November 13, 2015 in Tips by

We’re all busy. It’s easy to overlook important things while being pressured by the tyranny of the urgent.

Charlotte Digital Marketing Meetup

This dashboard was featured in a talk by David Zimmerman, of Reliable Acorn, at DMA CLT.

Have you ever:

Me neither.

Okay, that was a lie. 

I’ve done all those things. That’s why I created this SEO dashboard. It forces me to take a look at every client’s website each week. From here I can quickly identify if there are any problems that I need to address.

You might not have clients- but this will help you maintain your own website, too.

Questions to Answer Before Setting Up Your Dashboard

What is the most important thing you want from your SEO campaign?

If you said, “ranking,” you need to reconsider. You can rank for something that never brings you any visitors. What good is ranking if it doesn’t send you traffic? You might get traffic but who cares of that doesn’t generate more leads? So, really, you want leads from your SEO campaign.

Can you track leads in your Google Analytics account? If not, stop reading this article, drop everything and fix that.

Since you have your lead tracking setup in Google Analytics, pick a goal as the most important goal. Sure, you want to grow your email list while getting blog subscribers and phone calls- but which is the absolute most important? We’ll need to know this before we setup the campaign.

Who can act on this information?

What good is creating a dashboard, if no one does anything with it? Make sure they receive a copy of the dashboard and take the necessary actions.

Be careful about sending a dashboard to high-level employees. Their job is about the big-picture. The dashboard is about specific actions. Some of the data in a dashboard might lead to overreactions when not understood correctly. It can also be infuriating when a high-level employee tries to micromanage someone based upon a snapshot. I’d create a different report for them.

When I worked in an agency, my entire team had dashboards for each of their clients. Each team member received a copy of this, every week. So did I, as their supervisor. At the same time, I didn’t send this dashboard to my boss or to the clients- it would only be confusing.

A Sample SEO Dashboard

I’ve created a couple different SEO dashboards, over the years. Here’s the latest version.

Get it from the Google Analytics Solutions Gallery

To use this, click on the link and import this into every particular Google Analytics view to which you want to see this dashboard. From here, you’re going to have to change a couple things, to make it work for your site.

  1. What is your most important goal? Change the goals to reflect this. To change a goal, hover over the widget you want to change and click the pencil icon. From here you’ll see “Show the following metric”- which you should change to the goal you want to watch. Don’t forget to change this in the Landing Page widget, too.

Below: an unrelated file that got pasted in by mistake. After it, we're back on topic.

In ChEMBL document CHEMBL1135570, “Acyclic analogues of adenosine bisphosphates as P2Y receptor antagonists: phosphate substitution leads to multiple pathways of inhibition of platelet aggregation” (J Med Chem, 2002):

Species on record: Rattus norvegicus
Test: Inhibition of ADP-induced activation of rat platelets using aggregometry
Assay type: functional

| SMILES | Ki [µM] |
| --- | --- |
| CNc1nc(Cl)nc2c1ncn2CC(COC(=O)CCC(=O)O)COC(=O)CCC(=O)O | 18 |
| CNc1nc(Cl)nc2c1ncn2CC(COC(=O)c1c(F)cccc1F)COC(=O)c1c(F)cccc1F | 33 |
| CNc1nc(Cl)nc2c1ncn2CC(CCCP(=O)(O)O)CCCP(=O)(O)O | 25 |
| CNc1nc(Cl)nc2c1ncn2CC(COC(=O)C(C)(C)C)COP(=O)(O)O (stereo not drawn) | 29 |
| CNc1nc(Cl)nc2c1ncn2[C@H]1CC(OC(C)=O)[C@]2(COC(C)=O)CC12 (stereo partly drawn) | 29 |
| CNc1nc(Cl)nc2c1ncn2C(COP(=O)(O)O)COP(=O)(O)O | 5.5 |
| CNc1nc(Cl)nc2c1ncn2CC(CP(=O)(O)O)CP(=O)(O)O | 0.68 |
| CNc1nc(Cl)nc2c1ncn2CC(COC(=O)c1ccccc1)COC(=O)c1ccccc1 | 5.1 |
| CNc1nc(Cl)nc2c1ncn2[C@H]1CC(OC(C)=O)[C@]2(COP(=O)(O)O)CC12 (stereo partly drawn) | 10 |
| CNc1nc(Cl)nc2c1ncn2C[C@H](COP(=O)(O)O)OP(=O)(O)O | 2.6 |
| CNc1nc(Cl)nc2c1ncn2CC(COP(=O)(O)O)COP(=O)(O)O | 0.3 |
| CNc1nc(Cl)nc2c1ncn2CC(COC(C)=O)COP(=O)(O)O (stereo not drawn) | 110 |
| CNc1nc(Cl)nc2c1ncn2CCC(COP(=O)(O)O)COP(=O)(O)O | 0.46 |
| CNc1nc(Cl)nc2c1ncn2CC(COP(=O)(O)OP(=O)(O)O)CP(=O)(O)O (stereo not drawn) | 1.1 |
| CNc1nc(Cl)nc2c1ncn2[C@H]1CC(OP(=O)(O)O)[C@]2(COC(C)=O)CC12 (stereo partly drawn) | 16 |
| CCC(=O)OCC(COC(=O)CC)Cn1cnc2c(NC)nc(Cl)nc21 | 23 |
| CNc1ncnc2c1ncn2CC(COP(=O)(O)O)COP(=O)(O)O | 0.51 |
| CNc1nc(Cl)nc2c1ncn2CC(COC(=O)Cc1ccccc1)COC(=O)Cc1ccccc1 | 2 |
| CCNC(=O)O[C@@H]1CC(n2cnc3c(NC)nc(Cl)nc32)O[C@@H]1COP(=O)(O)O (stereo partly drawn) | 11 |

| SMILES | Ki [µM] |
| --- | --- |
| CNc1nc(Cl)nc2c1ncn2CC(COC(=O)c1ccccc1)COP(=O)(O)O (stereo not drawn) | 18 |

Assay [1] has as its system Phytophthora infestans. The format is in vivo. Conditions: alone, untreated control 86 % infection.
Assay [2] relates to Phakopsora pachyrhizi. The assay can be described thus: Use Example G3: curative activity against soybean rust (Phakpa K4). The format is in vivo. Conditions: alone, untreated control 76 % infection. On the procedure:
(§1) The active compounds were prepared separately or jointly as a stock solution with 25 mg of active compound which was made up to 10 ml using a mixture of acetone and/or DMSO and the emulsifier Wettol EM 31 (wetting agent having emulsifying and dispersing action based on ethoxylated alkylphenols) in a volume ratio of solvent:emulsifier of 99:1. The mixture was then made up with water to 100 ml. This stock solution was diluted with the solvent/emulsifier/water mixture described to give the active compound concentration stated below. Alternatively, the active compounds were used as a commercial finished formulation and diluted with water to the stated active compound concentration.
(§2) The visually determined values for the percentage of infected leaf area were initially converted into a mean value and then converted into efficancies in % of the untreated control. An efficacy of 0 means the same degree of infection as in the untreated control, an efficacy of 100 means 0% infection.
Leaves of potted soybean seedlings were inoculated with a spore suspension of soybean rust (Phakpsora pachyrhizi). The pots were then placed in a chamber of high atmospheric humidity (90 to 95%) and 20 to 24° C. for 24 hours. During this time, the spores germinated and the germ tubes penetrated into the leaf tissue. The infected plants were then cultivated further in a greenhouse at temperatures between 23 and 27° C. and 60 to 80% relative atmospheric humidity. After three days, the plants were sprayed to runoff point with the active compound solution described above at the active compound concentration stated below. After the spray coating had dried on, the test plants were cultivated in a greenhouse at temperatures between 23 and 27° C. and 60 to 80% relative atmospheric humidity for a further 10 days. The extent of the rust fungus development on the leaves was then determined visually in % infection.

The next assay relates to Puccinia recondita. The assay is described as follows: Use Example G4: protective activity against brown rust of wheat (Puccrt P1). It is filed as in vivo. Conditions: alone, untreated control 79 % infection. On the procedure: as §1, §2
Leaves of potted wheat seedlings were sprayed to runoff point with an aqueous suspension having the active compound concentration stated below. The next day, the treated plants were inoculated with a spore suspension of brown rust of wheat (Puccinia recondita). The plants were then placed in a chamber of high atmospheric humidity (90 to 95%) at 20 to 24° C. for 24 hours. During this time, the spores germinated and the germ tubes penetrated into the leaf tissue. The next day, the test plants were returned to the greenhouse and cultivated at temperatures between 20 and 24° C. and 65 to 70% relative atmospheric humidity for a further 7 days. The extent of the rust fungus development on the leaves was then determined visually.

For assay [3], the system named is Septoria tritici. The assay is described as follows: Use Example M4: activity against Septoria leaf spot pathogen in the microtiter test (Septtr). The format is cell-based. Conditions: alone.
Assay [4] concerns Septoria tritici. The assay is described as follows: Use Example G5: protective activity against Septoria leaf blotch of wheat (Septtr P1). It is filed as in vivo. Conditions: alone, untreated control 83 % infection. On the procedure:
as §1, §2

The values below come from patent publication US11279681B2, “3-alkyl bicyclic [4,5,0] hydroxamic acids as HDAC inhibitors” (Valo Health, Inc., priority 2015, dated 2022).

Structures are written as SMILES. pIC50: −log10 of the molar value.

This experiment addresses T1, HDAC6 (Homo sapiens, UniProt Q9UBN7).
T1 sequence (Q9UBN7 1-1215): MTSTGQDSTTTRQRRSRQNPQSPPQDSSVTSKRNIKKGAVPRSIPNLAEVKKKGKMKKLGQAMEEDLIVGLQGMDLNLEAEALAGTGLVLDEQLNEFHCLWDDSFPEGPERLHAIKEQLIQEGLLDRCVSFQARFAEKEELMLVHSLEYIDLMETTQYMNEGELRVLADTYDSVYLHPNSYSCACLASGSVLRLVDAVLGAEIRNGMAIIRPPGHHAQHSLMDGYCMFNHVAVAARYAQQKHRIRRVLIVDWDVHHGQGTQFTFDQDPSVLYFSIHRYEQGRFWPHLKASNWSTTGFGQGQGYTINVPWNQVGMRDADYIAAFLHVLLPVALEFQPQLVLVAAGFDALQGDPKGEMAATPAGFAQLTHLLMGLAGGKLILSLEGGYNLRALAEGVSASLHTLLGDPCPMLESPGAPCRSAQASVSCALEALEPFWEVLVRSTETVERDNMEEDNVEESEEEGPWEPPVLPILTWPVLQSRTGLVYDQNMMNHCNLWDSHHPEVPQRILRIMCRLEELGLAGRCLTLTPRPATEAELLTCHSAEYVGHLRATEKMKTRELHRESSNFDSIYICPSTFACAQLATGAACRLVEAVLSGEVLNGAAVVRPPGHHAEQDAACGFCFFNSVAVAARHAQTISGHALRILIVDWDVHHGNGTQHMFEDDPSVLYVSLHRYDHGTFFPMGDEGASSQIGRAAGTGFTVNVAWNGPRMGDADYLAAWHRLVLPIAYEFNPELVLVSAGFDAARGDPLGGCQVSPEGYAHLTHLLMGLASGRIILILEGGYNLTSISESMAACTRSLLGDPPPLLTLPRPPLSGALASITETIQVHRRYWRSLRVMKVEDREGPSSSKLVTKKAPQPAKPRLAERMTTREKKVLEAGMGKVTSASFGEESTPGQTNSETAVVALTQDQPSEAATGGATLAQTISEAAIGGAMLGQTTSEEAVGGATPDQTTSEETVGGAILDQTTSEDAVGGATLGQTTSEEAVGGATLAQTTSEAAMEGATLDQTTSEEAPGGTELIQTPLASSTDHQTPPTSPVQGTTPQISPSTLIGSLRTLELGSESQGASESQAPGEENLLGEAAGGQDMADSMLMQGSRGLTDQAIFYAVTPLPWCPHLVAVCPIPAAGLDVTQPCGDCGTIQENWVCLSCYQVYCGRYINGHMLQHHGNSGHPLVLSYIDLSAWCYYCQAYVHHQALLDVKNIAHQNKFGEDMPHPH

2. Can you see your website’s 404 errors in Google Analytics? You can’t always do this. To find out if you can, create a 404 error on your website by entering a URL you know doesn’t exist. Is the Google Analytics script on this page? If so, is there someting in common between this 404 page and others? Could they all have “Page not found” in the title tag? Could they each have someting in common about the URL? Once you figure this out, change this section of the dashboard to reflect this. Like before- hover over the 404 page widget and click the pencil. Now, change the “Filter this data” to “Only show” the title tag/URL that shows your 404 pages.
  3. Add your root domain to the self-referring traffic section. This is easy. Hover over the Self-Referring Traffic widget and click the pencil. Now, go to the second item under “Filter this data” and change the “Source” from to your domain name.
  4. Send this report to the person who will be taking action. I recommend sending the report with a week-to-week comparison on Monday morning every week. This is not enough time to measure an SEO campaign (things take longer than a week). This is enough time to catch an error- which is the point of this dashboard.

This is an SEO dashboard. If I was doing another type of marketing campaign, I’d have designed this in a different way. In this case I don’t just want to know how my campaign is going but if anything is going wrong.

I’ve also limited the SEO data, in the middle column, to “New Organic Search” data. I did this because I we no longer have access to keyword data- at least in Google Analytics. Normally I’d only want non-branded keywords to show up here. I’m resorting to new visits from organic search instead. I find this weeds-out branded searchers and gives me a good idea of how the SEO campaign is doing.

Sure, there are limits to the value of only looking at new visits from organic search. But this is just a dashboard. It’s not meant to be a comprehensive report on the success of this SEO campaign.

Action Items: What Should You Do With This Information?

The most important question to ask of your dashboard data is, “why?” 

Some of the data in the dashboard can help you understand why. For instance, The “Sessions by Medium” pie chart doesn’t mean much, by itself. It can help you understand why traffic from All Sources might have grown since last week.

The second most important question is, “does it matter?” Just because one of these metrics goes down, doesn’t mean anything’s wrong. Sure, you might have a little referral spam in your data but it might not make a significant impact. In fact, your time might be better spent writing a new blog post than chasing down a complicated issue.


Do you have a dashboard you like to use? Tell us about it! How would you improve this dashboard? Share your thoughts in the comments, below.

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